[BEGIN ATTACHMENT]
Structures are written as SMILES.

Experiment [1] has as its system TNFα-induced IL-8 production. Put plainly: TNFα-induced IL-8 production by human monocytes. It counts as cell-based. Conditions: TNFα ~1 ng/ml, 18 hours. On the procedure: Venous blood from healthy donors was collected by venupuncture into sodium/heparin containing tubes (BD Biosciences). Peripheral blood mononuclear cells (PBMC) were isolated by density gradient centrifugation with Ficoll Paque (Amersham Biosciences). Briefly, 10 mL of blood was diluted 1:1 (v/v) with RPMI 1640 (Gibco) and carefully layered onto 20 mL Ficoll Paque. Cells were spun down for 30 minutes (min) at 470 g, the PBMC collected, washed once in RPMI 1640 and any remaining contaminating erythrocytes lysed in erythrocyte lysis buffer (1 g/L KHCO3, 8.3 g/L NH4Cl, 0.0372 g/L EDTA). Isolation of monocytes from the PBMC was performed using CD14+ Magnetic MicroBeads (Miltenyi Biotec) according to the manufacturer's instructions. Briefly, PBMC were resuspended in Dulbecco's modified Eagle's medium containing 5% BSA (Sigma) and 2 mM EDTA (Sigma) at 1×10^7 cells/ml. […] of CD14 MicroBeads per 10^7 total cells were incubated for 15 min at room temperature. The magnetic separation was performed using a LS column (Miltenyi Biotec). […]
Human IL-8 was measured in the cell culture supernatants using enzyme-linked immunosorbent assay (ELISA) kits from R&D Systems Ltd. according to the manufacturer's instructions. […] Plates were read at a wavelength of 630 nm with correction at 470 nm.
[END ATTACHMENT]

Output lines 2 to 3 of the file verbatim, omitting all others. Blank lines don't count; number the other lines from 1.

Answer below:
Experiment [1] has as its system TNFα-induced IL-8 production. Put plainly: TNFα-induced IL-8 production by human monocytes. It counts as cell-based. Conditions: TNFα ~1 ng/ml, 18 hours. On the procedure: Venous blood from healthy donors was collected by venupuncture into sodium/heparin containing tubes (BD Biosciences). Peripheral blood mononuclear cells (PBMC) were isolated by density gradient centrifugation with Ficoll Paque (Amersham Biosciences). Briefly, 10 mL of blood was diluted 1:1 (v/v) with RPMI 1640 (Gibco) and carefully layered onto 20 mL Ficoll Paque. Cells were spun down for 30 minutes (min) at 470 g, the PBMC collected, washed once in RPMI 1640 and any remaining contaminating erythrocytes lysed in erythrocyte lysis buffer (1 g/L KHCO3, 8.3 g/L NH4Cl, 0.0372 g/L EDTA). Isolation of monocytes from the PBMC was performed using CD14+ Magnetic MicroBeads (Miltenyi Biotec) according to the manufacturer's instructions. Briefly, PBMC were resuspended in Dulbecco's modified Eagle's medium containing 5% BSA (Sigma) and 2 mM EDTA (Sigma) at 1×10^7 cells/ml. […] of CD14 MicroBeads per 10^7 total cells were incubated for 15 min at room temperature. The magnetic separation was performed using a LS column (Miltenyi Biotec). […]
Human IL-8 was measured in the cell culture supernatants using enzyme-linked immunosorbent assay (ELISA) kits from R&D Systems Ltd. according to the manufacturer's instructions. […] Plates were read at a wavelength of 630 nm with correction at 470 nm.